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Undergraduate Programme Specification

BA Criminology and Sociology

Academic Year 2021/22

A programme specification is required for any programme on which a student may be registered. All programmes of the University are subject to the University's Quality Assurance processes. All degrees are awarded by Queen's University Belfast.

Programme Title BA Criminology and Sociology Final Award
(exit route if applicable for Postgraduate Taught Programmes)
Bachelor of Arts
Programme Code CRI-BA-JS UCAS Code ML93 HECoS Code 100484 - Criminology - 50
100505 - Sociology - 50
ATAS Clearance Required No
Mode of Study Full Time
Type of Programme Joint Honours Single Length of Programme 3 Academic Year(s) Total Credits for Programme 360
Exit Awards available

Institute Information

Teaching Institution

Queen's University Belfast

School/Department

Social Sciences, Education and Social Work

Quality Code
https://www.qaa.ac.uk/quality-code

Higher Education Credit Framework for England
https://www.qaa.ac.uk/quality-code/higher-education-credit-framework-for-england

Level 6

Subject Benchmark Statements
https://www.qaa.ac.uk/quality-code/subject-benchmark-statements

The Frameworks for Higher Education Qualifications of UK Degree-Awarding Bodies
https://www.qaa.ac.uk/docs/qaa/quality-code/qualifications-frameworks.pdf

Criminology (2014)

Accreditations (PSRB)

Regulation Information

Does the Programme have any approved exemptions from the University General Regulations
(Please see General Regulations)

None

Programme Specific Regulations

On completing Level I a Single Honours student in either of Criminology or Sociology who has completed 40 CATS at Level I in the other subject and has achieved an average mark across the 40 CATS of 60 or above may be admitted to this Joint Honours programme subject having obtained the approval of the advisor of studies of the subject in which they only have 40CATS.

A Single Honours student wishing to be admitted to the Joint Honours programme must have passed the following modules: CRM1001 and CRM1002 for Criminology and SOC1001 and SOC1002 for Sociology.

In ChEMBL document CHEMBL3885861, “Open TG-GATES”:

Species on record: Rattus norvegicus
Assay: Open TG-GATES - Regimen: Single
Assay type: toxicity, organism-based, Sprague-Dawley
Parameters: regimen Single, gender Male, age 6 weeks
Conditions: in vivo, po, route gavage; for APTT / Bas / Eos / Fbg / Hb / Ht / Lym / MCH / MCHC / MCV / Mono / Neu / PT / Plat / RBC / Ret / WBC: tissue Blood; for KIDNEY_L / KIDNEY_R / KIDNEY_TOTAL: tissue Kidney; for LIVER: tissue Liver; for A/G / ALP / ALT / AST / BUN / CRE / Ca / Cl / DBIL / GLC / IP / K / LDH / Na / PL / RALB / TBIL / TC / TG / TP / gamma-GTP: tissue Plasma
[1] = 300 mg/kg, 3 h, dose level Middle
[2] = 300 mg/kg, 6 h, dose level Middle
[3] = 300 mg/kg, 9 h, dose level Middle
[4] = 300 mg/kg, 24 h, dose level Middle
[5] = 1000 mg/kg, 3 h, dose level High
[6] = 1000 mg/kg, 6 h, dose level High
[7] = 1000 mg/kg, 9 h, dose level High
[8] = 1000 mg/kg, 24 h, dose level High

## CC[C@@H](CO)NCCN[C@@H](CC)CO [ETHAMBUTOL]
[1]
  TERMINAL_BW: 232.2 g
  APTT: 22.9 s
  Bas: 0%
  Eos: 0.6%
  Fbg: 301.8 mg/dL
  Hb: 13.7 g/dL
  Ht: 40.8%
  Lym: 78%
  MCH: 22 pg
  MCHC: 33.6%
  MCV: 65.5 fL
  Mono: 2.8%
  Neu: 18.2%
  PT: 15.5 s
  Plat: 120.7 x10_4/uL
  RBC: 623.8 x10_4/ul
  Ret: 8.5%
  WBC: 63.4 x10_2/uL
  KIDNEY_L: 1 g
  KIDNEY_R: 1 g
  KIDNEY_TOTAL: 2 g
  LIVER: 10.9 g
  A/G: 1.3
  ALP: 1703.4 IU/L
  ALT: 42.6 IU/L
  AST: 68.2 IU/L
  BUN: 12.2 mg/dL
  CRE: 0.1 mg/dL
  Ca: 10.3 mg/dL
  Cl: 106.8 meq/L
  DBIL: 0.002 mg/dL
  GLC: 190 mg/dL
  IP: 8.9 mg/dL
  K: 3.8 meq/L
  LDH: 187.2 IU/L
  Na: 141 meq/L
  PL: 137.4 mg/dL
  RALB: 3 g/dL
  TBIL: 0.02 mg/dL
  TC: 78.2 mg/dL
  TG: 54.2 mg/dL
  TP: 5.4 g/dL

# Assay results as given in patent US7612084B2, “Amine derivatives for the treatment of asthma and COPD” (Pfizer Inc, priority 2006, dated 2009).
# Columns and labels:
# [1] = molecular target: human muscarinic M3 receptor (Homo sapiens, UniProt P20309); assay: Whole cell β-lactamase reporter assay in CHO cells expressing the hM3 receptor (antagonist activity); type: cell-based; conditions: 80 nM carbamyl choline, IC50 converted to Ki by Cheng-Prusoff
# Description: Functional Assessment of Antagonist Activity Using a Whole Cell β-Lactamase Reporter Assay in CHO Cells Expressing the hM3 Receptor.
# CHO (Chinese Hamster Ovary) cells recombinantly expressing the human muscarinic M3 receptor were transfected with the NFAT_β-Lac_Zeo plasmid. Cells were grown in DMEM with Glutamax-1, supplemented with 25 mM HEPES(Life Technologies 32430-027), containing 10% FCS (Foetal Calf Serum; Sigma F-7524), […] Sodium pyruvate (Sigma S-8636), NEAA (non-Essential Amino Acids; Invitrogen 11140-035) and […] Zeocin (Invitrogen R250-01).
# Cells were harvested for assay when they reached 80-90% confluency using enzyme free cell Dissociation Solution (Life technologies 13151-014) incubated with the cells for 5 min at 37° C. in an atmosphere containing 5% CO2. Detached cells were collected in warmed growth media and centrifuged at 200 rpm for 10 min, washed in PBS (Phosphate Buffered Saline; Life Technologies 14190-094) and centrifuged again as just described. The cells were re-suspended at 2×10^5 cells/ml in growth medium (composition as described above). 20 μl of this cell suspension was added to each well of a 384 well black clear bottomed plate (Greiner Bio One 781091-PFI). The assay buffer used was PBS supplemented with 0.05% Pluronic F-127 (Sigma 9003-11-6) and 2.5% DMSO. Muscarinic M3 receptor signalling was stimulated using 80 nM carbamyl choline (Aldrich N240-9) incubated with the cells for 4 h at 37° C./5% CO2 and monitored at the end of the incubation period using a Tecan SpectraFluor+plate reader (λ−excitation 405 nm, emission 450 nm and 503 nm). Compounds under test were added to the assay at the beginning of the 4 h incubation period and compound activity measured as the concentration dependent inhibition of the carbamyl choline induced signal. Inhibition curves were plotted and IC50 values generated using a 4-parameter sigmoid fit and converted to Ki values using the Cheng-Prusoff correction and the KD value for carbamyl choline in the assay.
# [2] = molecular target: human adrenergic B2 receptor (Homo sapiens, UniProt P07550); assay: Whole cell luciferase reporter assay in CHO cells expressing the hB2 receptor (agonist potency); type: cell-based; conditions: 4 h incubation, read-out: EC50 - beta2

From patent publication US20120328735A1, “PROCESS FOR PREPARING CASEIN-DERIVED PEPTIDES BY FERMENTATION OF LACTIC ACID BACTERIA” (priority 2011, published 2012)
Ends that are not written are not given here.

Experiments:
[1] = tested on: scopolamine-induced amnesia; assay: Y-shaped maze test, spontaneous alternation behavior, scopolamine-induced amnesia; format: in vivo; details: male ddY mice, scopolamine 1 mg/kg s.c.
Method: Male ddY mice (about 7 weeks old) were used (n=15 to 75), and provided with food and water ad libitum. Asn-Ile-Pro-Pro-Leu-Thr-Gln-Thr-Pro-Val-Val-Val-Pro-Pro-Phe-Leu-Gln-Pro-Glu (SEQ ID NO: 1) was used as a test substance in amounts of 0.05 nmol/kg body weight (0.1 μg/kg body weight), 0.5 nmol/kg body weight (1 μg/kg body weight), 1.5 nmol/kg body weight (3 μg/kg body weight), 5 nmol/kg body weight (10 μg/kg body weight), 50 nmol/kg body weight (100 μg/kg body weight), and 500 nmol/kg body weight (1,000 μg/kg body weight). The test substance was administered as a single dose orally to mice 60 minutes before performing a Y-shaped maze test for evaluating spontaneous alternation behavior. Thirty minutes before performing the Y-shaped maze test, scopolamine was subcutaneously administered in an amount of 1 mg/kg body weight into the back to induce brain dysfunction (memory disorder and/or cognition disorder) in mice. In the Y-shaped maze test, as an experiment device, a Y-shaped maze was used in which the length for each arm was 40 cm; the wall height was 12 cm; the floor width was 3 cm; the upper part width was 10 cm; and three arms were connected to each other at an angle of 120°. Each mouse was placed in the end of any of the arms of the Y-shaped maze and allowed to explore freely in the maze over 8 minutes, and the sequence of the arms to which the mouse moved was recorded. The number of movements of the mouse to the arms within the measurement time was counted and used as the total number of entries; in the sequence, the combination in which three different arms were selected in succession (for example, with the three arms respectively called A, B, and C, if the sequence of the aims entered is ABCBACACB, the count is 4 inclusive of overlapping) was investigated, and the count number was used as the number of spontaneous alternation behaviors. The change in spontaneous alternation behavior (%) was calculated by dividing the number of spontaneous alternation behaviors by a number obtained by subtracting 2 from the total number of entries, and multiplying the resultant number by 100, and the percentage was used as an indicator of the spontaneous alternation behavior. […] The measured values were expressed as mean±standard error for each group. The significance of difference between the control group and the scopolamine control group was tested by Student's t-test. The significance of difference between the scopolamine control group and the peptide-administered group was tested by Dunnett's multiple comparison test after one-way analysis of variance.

A Single Honours student can only be admitted to the Joint Honours programme if the admission requirement is also met.

Students who wish to benefit from specialist training in quantitative research can undertake a series of dedicated social science research modules over the course of their degree studies. Successful completion of 80 CATS credits of advanced quantitative research training (four modules) in level 2 and level 3 will receive the enhancement of BSc “with Quantitative Methods” added to the name of the degree awarded.

Students with protected characteristics

N/A

Are students subject to Fitness to Practise Regulations

(Please see General Regulations)

No

Educational Aims Of Programme

This Programme is designed to enable students to gain an understanding of patterns of social life and social change and their links to crime. The Programme will examine local, national and international contexts of social divisions and inequalities, crime, harm, criminalisation and victimisation with particular reference to Northern Ireland, the Republic of Ireland and Britain.

This involves seeking to equip students with an understanding of social and criminological theory and the tools of sociological and criminological research. The Programme will examine the causes, organisation of and responses to crime, harm, victimisation, criminalisation and deviance. The programme specifically aims to develop student understanding of key areas of debate in criminology and sociology, particularly those focusing on patterns of social division and inequality in a range of different societies; the significance of public representations of crime, harm and deviance; and the influence of human rights norms on patterns and understandings of crime, harm and social and criminal justice. It also aims to develop students’ ability to critically evaluate criminological and sociological research. This includes the development of discipline-specific skills such as the ability to draw from a range of primary and secondary sources and to analyse data.

The Programme aims to foster self-motivated learning and to develop the capacity to undertake independent study. General transferrable skills are also embedded in the design of the Programme, which are aimed at enhancing the employability of graduates, particularly in policy relevant, criminal justice and other careers.

Learning Outcomes

Learning Outcomes: Cognitive Skills

On the completion of this course successful students will be able to:

interpret events in different ways and to present a range of perspectives around issues and phenomena.

Teaching/Learning Methods and Strategies

Cognitive skills are largely gained from reading materials and through small group discussion and debate in tutorials and seminars as well as the traditional lecture format.

Methods of Assessment

Methods of assessment include the long essay, timed unseen examinations, group projects and article/book reviews, media diaries and critical reviews.

present reasoned arguments by contrasting and discussing different points of view.

Teaching/Learning Methods and Strategies

Cognitive skills are largely gained from reading materials and through small group discussion and debate in tutorials and seminars as well as the traditional lecture format.

Methods of Assessment

Methods of assessment include the long essay, timed unseen examinations, group projects and article/book reviews, media diaries and critical reviews.

assess a range of perspectives and discuss the strengths of each for the understanding of crime and victimisation

Teaching/Learning Methods and Strategies

Cognitive skills are largely gained from reading materials and through small group discussion and debate in tutorials and seminars as well as the traditional lecture format.